Kitsap’s first baby of 2006 makes quick arrival

Mia Huntwork was born to Carisa Huntwork, of Bremerton, 12 minutes into the new year.  - Photo by Valentina Petrova
Mia Huntwork was born to Carisa Huntwork, of Bremerton, 12 minutes into the new year.
— image credit: Photo by Valentina Petrova

Mia Huntwork is only four days old today. She has already managed to prove herself a stubborn youngster.

Mia was supposed to arrive Dec. 30, 2005, but she held off all the way until 12 minutes past midnight on Jan. 1 to become the first baby born in Kitsap County in 2006.

“The countdown to New Year’s was ‘Push, push,’” said mom, Carisa Huntwork, with a smile.

“I’ve never been on this end,” said Donna Huntwork, Carisa’s mother. “It was an awesome experience.”

Mia is her first grandchild, but Donna has four girls and a boy of her own.

Carisa’s older sister Amber Gibson, came from Tacoma on Friday when the family first expected Mia to be born.

Doctors tried to induce labor, but Carisa spent the night at Naval Hospital Bremerton and her water broke only the following day in the early afternoon.

In the first hours of 2006, Mia’s grandmother was calling friends — many of whom were still up celebrating the new year — to announce the birth of her first grandchild, the 8-pound, 21-inch bundle of joy that remained nameless.

Not that Carisa and Donna had not spent months thinking up baby names. Carisa created an original one, but wanted to wait until the baby was born to see if it fits her.

“She doesn’t look like a Tillenna,” mom said. “She looks like a short-name baby.”

By Monday afternoon, the new mother was packing up Mia’s belongings, including her very first birthday gift — basket with toys, blankets and baby games that the nurses at the maternity ward gifted to the first baby of the year.

Donna, who was having trouble getting used to her new “grandma” title, wrapped Mia in a pink Care Bears baby blanket.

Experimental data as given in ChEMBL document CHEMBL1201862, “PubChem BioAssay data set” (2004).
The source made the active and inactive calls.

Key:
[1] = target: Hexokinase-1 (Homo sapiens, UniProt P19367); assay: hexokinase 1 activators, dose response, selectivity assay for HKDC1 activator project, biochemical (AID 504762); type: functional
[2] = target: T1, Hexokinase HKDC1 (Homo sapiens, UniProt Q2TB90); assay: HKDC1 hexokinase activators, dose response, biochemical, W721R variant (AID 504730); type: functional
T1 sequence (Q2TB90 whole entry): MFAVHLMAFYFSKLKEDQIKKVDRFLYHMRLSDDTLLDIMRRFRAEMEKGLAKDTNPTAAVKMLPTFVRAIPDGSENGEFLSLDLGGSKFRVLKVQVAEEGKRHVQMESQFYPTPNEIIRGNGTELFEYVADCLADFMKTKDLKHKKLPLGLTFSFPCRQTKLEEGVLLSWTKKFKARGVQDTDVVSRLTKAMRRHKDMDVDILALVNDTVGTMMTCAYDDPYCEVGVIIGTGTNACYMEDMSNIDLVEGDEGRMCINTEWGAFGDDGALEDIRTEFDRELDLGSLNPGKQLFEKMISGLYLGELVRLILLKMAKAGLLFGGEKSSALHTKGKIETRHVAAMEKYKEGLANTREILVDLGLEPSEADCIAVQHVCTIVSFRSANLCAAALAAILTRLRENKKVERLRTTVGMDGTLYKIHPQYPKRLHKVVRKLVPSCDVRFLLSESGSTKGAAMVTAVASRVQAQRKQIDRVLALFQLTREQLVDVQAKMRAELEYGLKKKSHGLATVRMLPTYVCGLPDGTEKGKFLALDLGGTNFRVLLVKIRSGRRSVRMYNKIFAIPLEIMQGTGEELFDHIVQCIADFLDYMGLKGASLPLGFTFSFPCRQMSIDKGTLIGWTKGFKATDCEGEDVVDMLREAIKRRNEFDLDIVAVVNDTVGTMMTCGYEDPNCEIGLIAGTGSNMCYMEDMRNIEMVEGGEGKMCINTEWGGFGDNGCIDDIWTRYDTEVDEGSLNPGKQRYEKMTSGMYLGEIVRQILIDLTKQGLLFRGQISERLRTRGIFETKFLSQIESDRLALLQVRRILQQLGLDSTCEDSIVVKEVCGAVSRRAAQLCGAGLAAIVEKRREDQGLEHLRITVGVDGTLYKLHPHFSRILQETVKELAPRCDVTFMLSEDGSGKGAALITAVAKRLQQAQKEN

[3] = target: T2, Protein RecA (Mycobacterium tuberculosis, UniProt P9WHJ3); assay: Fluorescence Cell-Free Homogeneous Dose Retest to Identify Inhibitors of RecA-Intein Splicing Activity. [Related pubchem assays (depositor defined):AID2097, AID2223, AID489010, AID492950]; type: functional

John Huntwork, who recently retired from the Navy, was on his way to pick up his wife, daughter and first granddaughter from the hospital. He was excited his first grandchild had made it into the local media, the family receiving calls at the hospital as early as a half hour after Mia entered the world.

The Huntworks’ son, who is now 12, was an 11-pound baby and John joked that a few more pounds could have gotten the boy in the news, Donna said.

The first-time grandmother was proud of her daughter for getting through the long birthing process.

“All my labors were very fast, the longest was five hours,” Donna said, pacing around the family room at Naval Hospital holding Mia on her shoulder and tapping the baby’s back gently.

Donna said some things have changed since the last time she herself had a baby. There are no more nurseries at the hospital, instead there are the private family rooms.

“The only downside to that is that now you can’t (walk down the hall and) stare at what you’re working for,” Donna said with a laugh.

She did not mind the change, though, because she and her oldest daughter were thus able to spend the night on Friday in Carisa’s room and celebrated New Year’s Eve there as well, with the television, mounted high on the wall across from the bed, tuned to the dropping of the ball.

January 3, Mia’s first full day at home in Bremerton, was also Carisa’s 19th birthday.

Donna and her daughter were brainstorming plans for the celebration Monday. During her pregnancy Carisa had to limit her consumption of seafood because of high mercury levels in that cuisine. She was ready to enjoy her favorites — shrimp and shellfish — when the family went out to dinner Tuesday.

“What do you want for your birthday, Carisa? ‘Just watch the baby, mom,’” Donna said with a grin, but then added a suggestion with a more serious tone, still smiling. “Maybe we go out to dinner and show off my granddaughter.”

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